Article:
Kassi Garner’s children never knew the man who reportedly “saved Christmas,” A.C. Gilbert, but his legacy and namesake Gilbert House Children’s Museum in Salem has transformed their lives. “Being at the Gilbert House has really let them get little tastes of possibilities and open up conversations about the what and whys of real life,” says Garner. And now, the Gilbert House Children’s Museum, named after the Salem native, and the Oregon Cultural Trust have teamed up to make the experience even better.
Along the east bank of the Willamette River, the renovated Outdoor Discovery Area will introduce children to fundamental nature-based active learning. The outdoor play area – built in front of a huge Erector set tower as a nod to the toymaker’s greatest claim to fame –is funded in part by a $21,000 grant from the Cultural Trust. It’s all about lively recreation where interactive features like Wheels and Water, Dig and Discover, Rain and Rainbows take center stage. A.C. Gilbert believed in the value of play.
Enthralled by steel construction girders, Gilbert and his wife crafted miniature beams with which children could assemble structures… thus creating the iconic Erector Set. In 1913 he introduced it at fairs in Chicago and New York. His children’s toy took off.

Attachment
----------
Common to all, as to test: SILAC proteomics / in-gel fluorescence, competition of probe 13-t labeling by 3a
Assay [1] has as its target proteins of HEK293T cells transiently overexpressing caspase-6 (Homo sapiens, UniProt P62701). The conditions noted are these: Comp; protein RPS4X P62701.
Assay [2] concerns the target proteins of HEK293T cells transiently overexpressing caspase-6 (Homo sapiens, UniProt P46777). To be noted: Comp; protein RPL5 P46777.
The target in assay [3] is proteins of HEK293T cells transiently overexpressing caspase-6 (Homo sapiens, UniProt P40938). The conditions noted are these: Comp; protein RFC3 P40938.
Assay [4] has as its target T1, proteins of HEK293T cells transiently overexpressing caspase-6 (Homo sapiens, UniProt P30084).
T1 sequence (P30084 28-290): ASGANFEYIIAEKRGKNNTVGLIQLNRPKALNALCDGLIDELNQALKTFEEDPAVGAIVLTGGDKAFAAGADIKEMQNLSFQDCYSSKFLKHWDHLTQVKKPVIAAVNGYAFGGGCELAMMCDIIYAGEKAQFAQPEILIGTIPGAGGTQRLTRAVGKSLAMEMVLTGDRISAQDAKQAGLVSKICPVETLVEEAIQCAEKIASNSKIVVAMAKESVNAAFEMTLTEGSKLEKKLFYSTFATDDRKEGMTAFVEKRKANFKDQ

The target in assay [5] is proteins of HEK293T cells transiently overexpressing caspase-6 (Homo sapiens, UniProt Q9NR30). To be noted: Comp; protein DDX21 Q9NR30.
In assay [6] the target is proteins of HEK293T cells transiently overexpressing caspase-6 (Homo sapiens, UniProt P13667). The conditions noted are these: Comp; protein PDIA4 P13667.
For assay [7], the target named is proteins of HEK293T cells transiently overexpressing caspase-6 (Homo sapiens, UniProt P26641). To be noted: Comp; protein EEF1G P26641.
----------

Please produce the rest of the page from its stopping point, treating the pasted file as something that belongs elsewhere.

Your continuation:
During World War One, as Congress was about to halt toy production, Gilbert stepped in to persuade its members to keep the industry alive. They did. Hence, he earned the moniker of “the man who saved Christmas.”
Gilbert obtained more than 150 patents in his life, many for foundational toys including the Erector set, toy wheels, a child’s cart, a toy submarine and more. He also patented household equipment.
The Gilbert House Children’s Museum includes the A.T. Gilbert House, built in 1887 by A.C.’s uncle; the Wilson-Durbin house, which houses a classroom and more; the 1852 Josiah L. Parrish house, moved to the site in 1990 to house exhibits and play areas; and finally, the Rockenfield House and the Little Gem Grocery Store, home to exhibits including Erector set toys.
That’s what the Gilbert House Children’s Museum is all about…play. As Executive Director Alicia Bay puts it, “Children are naturally curious about their world and our programs provide opportunities for them to explore, discover and tinker. Through creative play children learn and increase their connections to other people.”
Garner’s children, Trey and Shayne (3 and 11), don’t know the whole story. They just know that on a wet winter’s day, or a beautiful summer’s day perhaps, they have a playful haven at the Gilbert House Children’s Museum.
Story by Peter Murphy.